As anyone who has experienced it can attest, lower back pain can be debilitating and all-consuming. Besides the painful experience, however, it can also be costly. According to the American Chiropractic Association, low-back pain is experienced by 31 million Americans at any given time and costs at least $50 billion a year in healthcare costs.
While the causes for lower back pain can be numerous, one of the most common is degeneration or herniation of your intervertebral discs. In this article, we will explore how these discs function in your spine and what you can do to keep them healthy so you can avoid back pain.
What Are Intervertebral Discs?
According to Physiopedia, intervertebral discs are cushions of fibrocartilage and sit between pairs of vertebrae in the spinal column. These discs have limited movability on their own, but when working with vertebrae, they allow for a wide range of motion in the back.
The spine is designed to have a wide range of motion, and these motions are possible because of the intervertebral disc. These discs also provide shock absorption when in motion, protecting the vertebrae and spinal cord from injury or trauma.
Problems Associated with the Intervertebral Disc
Intervertebral Discs can degenerate (or wear down) as part of the natural aging process. Discs can also be worn down by repetitive movement. Back pain is a common complaint of workers in industries such as factory work, furniture moving, or other professions where the same physical motion is made over and over for prolonged periods of time. Degeneration can cause symptoms such as:
- Pain in the legs, thighs, and buttocks that worsens with standing
- Pain in the lower back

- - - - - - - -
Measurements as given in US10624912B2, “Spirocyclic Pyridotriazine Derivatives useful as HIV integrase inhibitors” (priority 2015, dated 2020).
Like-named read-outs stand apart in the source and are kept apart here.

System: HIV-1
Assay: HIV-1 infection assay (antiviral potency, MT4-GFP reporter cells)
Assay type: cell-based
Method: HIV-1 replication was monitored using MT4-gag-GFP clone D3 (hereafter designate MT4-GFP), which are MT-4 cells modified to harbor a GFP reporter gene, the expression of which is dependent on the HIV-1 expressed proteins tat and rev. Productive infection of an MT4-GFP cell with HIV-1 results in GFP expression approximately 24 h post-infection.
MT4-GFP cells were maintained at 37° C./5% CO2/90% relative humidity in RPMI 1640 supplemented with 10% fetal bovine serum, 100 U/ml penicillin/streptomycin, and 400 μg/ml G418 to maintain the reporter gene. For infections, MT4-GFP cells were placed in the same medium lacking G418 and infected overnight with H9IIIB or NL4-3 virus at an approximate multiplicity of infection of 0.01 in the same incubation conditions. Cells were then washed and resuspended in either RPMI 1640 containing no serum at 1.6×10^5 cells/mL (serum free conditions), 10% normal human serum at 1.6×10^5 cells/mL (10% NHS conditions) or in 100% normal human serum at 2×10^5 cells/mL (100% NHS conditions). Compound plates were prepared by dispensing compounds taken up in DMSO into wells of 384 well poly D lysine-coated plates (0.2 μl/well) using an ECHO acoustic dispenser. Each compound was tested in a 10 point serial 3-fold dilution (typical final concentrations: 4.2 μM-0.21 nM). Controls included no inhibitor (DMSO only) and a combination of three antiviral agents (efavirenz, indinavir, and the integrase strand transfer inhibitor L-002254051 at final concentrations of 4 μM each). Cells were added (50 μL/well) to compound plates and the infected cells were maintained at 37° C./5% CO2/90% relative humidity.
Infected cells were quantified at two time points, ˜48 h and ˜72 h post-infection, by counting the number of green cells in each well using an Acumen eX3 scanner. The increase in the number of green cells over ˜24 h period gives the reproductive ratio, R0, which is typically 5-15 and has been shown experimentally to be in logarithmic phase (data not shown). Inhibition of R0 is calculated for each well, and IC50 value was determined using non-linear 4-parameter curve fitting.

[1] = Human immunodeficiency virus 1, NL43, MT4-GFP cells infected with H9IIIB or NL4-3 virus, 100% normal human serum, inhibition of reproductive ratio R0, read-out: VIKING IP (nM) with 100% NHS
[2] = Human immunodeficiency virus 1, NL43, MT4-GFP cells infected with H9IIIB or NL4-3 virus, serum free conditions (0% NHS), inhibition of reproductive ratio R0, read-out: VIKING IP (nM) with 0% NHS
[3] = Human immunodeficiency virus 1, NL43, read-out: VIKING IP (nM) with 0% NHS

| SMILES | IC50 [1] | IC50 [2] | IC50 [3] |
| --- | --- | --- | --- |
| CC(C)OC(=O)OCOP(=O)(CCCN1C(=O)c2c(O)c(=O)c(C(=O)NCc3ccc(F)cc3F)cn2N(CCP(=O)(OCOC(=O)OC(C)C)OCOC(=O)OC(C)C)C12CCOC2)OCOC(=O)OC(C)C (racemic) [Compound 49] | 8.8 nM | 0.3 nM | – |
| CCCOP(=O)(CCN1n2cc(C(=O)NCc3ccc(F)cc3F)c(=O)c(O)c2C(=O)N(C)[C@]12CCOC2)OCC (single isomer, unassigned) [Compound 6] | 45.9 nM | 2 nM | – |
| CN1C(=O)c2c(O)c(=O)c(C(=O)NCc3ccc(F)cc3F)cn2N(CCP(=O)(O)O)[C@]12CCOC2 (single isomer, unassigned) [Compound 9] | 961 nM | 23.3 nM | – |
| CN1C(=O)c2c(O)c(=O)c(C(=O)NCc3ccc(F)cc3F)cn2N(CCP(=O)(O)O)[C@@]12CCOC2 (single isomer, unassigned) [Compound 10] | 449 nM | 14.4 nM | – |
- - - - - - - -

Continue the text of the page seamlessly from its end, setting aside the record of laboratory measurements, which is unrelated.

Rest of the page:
- Pain in the neck
- Pins and needle sensation
- Muscle spasms
Back pain can also be caused by a herniation of one of your intervertebral discs. This occurs when the soft center of your disc pushes through a crack in its tougher exterior casing. While some herniated discs cause no symptoms, others can irritate nearby nerves and result in pain, numbness, or weakness in an arm or leg.
Treatment for the above conditions can include physical therapy, medications such as NSAIDs, chiropractic therapies, and self-care, such as exercise and heating pads. If the condition of the disc is bad enough, surgery may also be used to repair the damage and alleviate the pain it’s causing.
Keeping Your Discs Healthy
While there are many non-invasive methods of relieving pain associated with problems with your intervertebral disc, there are also many methods you could make part of your daily routine to keep your discs healthy and strong. These habits can help you avoid issues with your intervertebral discs:
Stay at a Healthy Weight
Increased weight means an increase in the load your spinal column has to bear. This means that being overweight can speed up the process of degeneration.
The effects of mechanical loading depend on how much of a load there is and how long it lasts. If the disk doesn’t get enough use (from sitting most of the time), it swells. If it gets too much use, degeneration is sped up. Regular moderate activity helps keep the spine strong.
Consider Your Mattress
Americans spend up to half their lifetime sleeping and laying around in bed (think: watching TV, reading). So it stands to reason that if you’re looking for a way to take care of your spine, you should consider what kind of mattress you have. When looking for a mattress that is going to offer support for your spine and all its parts, you should shoot for medium-firm, such as a memory foam mattress.
Check Your Posture
Let’s face it — even the most active of us aren’t active all the time. That’s why it’s important to be aware of your posture when you’re at rest. Notice your posture when you’re doing things such as watching TV, sitting at your desk at work, or driving your car. If you have bad posture, you may be overstressing your intervertebral discs. Practice good posture to relieve the stress on your spine.
South Orange Chiropractic has the know-how and experience to help you alleviate existing pain caused by your intervertebral discs or to help you stay strong enough to avoid issues. Contact one of our professionals today to discuss how we can help your back feel stronger and pain-free.